Conservatism—as a conscious political philosophy, rather than simply as a way of being in the world—begins as a reaction to the revolutionary movements arising from the Enlightenment, [Mike: This is something right here that’s going to throw almost all Libertarians for a loop. They will immediately proclaim “That’s why I’m not a conservative. You guys suck! You reject the Enlightenment.” I can hear you screaming right now, and you’re right to think that.] culminating in the French Revolution. Its “founder,” of course, was Edmund Burke, whose opposition to the French Revolution was the embodiment of this conservative disposition, displaying, with rhetorical brilliance, a prophetic vision of the tendencies of this revolutionary ideology toward barbaric inhumanity in the name of progress.

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[end reading]

Mike:  There’s more but we don’t have time for all of it.  I want to get to the conclusion from Patrick Deneen in today’s American Conservative website. I link to this with lengthy quotes and discussion on it in today’s Pile of Prep if you’re looking for it.  Don’t send me an email looking for the article because I’m not going to send it to you.  Go to today’s Pile of Prep and read it.  Are you ready for this?  If you’re standing and you fancy yourselves conservative and you’re a new listener, sit down.  If you’re driving, pull over.  This is going to floor you.  He’s talking about the Bill Kristol, Charles Krauthammer, Fox News, and mainstream right-wing media conservative.  That’s who he’s describing here.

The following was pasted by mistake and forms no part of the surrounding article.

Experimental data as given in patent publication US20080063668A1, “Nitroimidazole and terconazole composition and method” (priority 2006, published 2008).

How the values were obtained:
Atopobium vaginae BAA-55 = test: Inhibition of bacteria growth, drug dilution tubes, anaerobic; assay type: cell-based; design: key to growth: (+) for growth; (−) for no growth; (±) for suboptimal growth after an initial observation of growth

Today’s conservatives are liberals—they favor an economy that wreaks “creative destruction,” especially on the mass of “non-winners,” increasingly controlled by a few powerful actors who secure special benefits for themselves and their heirs; a military that is constructed to be only loyal to the central authority in the capital, frequently moved about to avoid any rooted loyalty, and increasingly isolated from most fellow citizens; an increasingly utilitarian view of education aimed at creating individuals who will become able cogs in a globalized industrial system, largely without allegiance or loyalty; proponents of an increasingly homogenized society whose allegiance is to a set of ideas, especially a “more perfect union,” which Francis Bellamy expressed, was inspired by the example of the French Revolution.

One reaction to my previous article, denouncing an economic system creating a two-class society, suspected me of not being conservative at all, even of harboring Marxist inclinations. This constitutes a logical error—just because Marx was a critic of capitalism, that does not make all critics of capitalism Marxist. To such criticisms, I can only reply—if what you seek to conserve is liberalism, then you’re right, I’m no conservative. And by today’s definition, who, except a few discredited neo-conservatives (a.k.a., paleo-liberals) trying to reignite the good old days of the Cold War, would want to be so defined?

If conservatism is broken today, we need only blame liberalism. There is only one party in America—your choice is liberalism with deliberate speed, or liberalism in a hurry. What is needed is a new, doubtless very different, American conservatism.

[end reading]

End Mike Church Show Transcript